UK inflation pushed above target by video games and toys
Consumer prices defy economists’ forecasts with rise of 2.1% in July
UK inflation rose above the Bank of England’s 2% target in July. Photograph: Simon Dawson/Bloomberg
UK inflation rose above the Bank of England’s 2 per cent target in July as prices of video games and toys increased sharply, defying forecasts that it would weaken.
Consumer prices were 2.1 per cent higher than a year earlier, according to the Office for National Statistics, increasing from 2 per cent in June and May. Core inflation, which excludes food, alcohol and energy, rose to 1.9 per cent from 1.8 per cent the previous month.
The increase surprised economists, who had expected a drop to 1.9 per cent, and dampened speculation that the Bank of England would cut interest rates as it presented a potential challenge to the central bank.
“The latest data present a further headache for the Bank of England, who will need to weigh up their next policy move in the context of both rising inflation and weak economic growth,” said Geoffrey Yu, head of UK investment office at UBS wealth management.
The rise followed a sharp drop in sterling driven by Brexit uncertainty, and prime minister Boris Johnson’s promise that the UK would leave the EU on October 31st with or without a deal. However, the statistics office said this would have a “lagged effect” on inflation.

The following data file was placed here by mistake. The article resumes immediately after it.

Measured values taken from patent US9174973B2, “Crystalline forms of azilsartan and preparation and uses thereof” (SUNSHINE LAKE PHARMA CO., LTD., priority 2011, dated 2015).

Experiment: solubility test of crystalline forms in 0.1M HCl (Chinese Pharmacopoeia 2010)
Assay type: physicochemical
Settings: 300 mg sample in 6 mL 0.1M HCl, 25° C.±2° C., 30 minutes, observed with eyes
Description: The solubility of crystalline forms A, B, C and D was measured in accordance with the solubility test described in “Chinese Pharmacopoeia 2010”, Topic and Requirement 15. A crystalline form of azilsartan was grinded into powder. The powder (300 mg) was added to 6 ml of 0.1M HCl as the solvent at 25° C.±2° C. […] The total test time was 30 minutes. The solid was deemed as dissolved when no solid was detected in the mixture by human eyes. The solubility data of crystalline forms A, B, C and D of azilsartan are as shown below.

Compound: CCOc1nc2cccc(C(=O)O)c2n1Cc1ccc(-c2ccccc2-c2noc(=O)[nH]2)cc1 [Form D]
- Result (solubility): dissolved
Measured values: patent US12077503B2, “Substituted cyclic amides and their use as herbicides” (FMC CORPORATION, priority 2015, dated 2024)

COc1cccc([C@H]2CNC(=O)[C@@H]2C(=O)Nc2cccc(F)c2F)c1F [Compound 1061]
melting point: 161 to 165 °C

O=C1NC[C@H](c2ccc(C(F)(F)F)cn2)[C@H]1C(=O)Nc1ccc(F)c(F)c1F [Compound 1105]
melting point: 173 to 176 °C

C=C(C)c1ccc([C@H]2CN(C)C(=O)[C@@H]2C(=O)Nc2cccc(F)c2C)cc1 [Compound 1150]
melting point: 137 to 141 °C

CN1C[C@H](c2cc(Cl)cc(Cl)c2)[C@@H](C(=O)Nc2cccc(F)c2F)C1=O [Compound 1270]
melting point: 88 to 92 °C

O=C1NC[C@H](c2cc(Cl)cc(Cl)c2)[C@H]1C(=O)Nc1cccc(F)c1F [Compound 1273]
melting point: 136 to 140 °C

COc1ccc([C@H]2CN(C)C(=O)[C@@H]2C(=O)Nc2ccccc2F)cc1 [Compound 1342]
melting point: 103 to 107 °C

Instead, key contributors included prices of video games and toys, which have proved an especially volatile contributor to inflation in recent years and leaped 8.4 per cent, more than any time since the 1980s. Accommodation, clothing and housing costs were also factors.
Upward pressures were partly offset by lower transport prices and domestic fuels, the office said.
Economists said the strong labour market and weak pound, which pushes up prices of imports, were potential drivers for inflation not falling as fast as previously forecast. Official data released on Tuesday showed wage growth hit an 11-year high of 3.9 per cent in the three months to June, compared with 3.6 per cent in the previous period, and figures for job creation were also higher than expected. – Copyright The Financial Times Limited 2019